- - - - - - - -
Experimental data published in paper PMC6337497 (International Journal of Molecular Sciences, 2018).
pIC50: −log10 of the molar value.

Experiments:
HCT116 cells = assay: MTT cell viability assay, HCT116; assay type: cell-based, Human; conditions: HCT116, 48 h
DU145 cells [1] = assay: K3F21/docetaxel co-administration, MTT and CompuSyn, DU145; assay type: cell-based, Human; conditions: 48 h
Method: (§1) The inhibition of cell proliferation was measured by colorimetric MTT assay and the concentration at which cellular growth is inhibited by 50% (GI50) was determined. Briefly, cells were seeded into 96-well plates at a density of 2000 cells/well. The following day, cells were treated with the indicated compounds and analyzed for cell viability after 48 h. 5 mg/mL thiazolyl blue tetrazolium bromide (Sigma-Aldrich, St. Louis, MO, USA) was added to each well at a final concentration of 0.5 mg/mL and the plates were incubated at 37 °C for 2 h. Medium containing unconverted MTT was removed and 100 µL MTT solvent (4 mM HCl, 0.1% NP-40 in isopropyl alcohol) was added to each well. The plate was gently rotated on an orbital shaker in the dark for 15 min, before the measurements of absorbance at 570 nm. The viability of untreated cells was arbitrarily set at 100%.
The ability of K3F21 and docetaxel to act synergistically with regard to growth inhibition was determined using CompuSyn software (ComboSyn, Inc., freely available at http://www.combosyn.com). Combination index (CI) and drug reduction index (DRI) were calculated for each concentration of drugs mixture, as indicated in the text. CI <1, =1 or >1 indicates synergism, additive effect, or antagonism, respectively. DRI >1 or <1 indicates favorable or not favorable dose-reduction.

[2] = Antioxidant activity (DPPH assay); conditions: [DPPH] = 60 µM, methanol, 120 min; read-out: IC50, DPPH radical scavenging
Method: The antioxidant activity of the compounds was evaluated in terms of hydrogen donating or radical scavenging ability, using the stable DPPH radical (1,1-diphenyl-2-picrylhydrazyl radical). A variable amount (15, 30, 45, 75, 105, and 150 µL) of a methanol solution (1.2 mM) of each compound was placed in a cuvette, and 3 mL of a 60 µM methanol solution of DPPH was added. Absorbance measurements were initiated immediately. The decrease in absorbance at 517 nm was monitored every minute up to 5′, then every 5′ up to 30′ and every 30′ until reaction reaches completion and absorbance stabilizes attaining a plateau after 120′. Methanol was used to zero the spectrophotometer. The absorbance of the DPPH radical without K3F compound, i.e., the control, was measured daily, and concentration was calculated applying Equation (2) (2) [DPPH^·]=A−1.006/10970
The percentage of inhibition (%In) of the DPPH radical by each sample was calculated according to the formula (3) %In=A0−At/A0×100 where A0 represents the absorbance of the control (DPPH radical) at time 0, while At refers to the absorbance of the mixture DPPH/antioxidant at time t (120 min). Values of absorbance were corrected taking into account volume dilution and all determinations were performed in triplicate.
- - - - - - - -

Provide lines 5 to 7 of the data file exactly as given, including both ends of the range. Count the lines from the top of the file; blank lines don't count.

DU145 cells [1] = assay: K3F21/docetaxel co-administration, MTT and CompuSyn, DU145; assay type: cell-based, Human; conditions: 48 h
Method: (§1) The inhibition of cell proliferation was measured by colorimetric MTT assay and the concentration at which cellular growth is inhibited by 50% (GI50) was determined. Briefly, cells were seeded into 96-well plates at a density of 2000 cells/well. The following day, cells were treated with the indicated compounds and analyzed for cell viability after 48 h. 5 mg/mL thiazolyl blue tetrazolium bromide (Sigma-Aldrich, St. Louis, MO, USA) was added to each well at a final concentration of 0.5 mg/mL and the plates were incubated at 37 °C for 2 h. Medium containing unconverted MTT was removed and 100 µL MTT solvent (4 mM HCl, 0.1% NP-40 in isopropyl alcohol) was added to each well. The plate was gently rotated on an orbital shaker in the dark for 15 min, before the measurements of absorbance at 570 nm. The viability of untreated cells was arbitrarily set at 100%.
The ability of K3F21 and docetaxel to act synergistically with regard to growth inhibition was determined using CompuSyn software (ComboSyn, Inc., freely available at http://www.combosyn.com). Combination index (CI) and drug reduction index (DRI) were calculated for each concentration of drugs mixture, as indicated in the text. CI <1, =1 or >1 indicates synergism, additive effect, or antagonism, respectively. DRI >1 or <1 indicates favorable or not favorable dose-reduction.